Lancaster University

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Launch of Centre for Economic and Social Aspects of Genomics

10/07/2003 09:53:50

Because of debates over genetically modified crops, the prospect of designer babies, and the race for a cure for numerous diseases, genetics and genomics are rarely out of the news. Now, a new research centre at Lancaster University aims to enable academics to study the way in which this rapidly changing field of study could change our lives forever.

The Centre for Economic and Social Aspects of Genomics (CESAGen) at Lancaster University will be officially opened on Friday 10th October by Professor Ray Macdonald, the University’s Pro Vice-Chancellor for Research and Resources.

The Centre, a collaboration with Cardiff University, has been funded by a four million pound grant from the Economic and Social Research Council as a part of its Genomics network, in recognition of the track record in Genomics and Social Sciences at the two universities.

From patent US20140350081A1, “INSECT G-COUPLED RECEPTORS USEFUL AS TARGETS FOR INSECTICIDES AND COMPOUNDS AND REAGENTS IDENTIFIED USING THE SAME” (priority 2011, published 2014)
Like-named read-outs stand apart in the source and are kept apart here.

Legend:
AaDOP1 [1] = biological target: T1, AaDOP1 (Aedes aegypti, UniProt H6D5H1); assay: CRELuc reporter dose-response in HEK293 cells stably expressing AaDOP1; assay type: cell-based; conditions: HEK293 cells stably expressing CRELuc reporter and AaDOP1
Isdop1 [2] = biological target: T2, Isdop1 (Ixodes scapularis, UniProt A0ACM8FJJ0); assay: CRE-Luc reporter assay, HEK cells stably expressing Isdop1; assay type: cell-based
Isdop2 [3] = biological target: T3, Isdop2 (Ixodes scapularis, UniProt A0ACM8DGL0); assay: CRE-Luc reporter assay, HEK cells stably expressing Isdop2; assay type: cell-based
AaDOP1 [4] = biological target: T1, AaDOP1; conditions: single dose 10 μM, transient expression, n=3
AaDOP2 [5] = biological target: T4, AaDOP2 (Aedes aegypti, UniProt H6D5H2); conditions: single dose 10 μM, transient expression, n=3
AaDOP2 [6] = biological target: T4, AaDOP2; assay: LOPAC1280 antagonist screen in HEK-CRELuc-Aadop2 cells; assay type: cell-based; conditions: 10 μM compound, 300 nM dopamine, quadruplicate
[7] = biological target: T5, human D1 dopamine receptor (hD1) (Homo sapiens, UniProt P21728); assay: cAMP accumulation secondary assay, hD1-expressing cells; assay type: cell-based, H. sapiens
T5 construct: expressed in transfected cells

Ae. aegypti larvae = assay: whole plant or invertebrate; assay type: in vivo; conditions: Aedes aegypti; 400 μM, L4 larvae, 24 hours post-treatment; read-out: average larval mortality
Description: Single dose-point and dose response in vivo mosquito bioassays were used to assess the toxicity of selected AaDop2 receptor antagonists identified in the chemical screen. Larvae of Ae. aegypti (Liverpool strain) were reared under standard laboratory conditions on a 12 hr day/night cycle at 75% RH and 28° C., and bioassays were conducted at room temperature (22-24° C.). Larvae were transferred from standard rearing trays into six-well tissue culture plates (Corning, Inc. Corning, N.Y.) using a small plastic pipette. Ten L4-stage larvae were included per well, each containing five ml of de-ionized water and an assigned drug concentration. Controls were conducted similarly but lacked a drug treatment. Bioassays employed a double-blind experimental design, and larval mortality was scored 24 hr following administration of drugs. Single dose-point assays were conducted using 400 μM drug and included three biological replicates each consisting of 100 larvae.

Based in the Institute for Environment, Philosophy and Public Policy, the new Centre will take an interdisciplinary approach, drawing on the expertise of Social and Natural Scientists from across the University. In this way, the Centre will aim to explore the economic and social impact of new genetic technologies, the ethics of new advances in genetic research, and to define a research agenda to keep pace with the rapidly changing field of genomic and genetic science.

As part of four flagship projects running at Lancaster, researchers will be investigating patients' attitudes towards donation of embryos for stem cell research; the ethical, regulatory and governance issues arising from use of genetic databases; plant genomics and commercialisation; and indigenous peoples and globalisation of genomics in Amazonia.

Professor Ruth Chadwick, Director of the Centre, said “This is a tremendous opportunity for Lancaster to build on its record of excellence in interdisciplinary research and in engaging with public concerns about genomics as it affects both our environment and our future health policy”.